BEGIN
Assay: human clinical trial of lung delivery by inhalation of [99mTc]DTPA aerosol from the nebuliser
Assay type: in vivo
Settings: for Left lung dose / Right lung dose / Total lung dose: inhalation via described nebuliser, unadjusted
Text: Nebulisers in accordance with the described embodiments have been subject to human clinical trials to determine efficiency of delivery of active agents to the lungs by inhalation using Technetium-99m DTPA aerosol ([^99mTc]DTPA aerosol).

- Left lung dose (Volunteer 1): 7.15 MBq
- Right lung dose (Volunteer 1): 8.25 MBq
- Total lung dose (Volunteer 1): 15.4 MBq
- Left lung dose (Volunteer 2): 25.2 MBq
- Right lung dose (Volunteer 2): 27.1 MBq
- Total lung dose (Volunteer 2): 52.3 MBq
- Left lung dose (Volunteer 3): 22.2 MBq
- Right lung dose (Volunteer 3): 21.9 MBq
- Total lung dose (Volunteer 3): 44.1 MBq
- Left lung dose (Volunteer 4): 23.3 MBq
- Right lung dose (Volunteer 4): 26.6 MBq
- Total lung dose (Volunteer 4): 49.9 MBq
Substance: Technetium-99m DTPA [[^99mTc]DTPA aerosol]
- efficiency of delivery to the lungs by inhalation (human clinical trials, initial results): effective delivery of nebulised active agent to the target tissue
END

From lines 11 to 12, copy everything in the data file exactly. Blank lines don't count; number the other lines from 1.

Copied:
- Left lung dose (Volunteer 3): 22.2 MBq
- Right lung dose (Volunteer 3): 21.9 MBq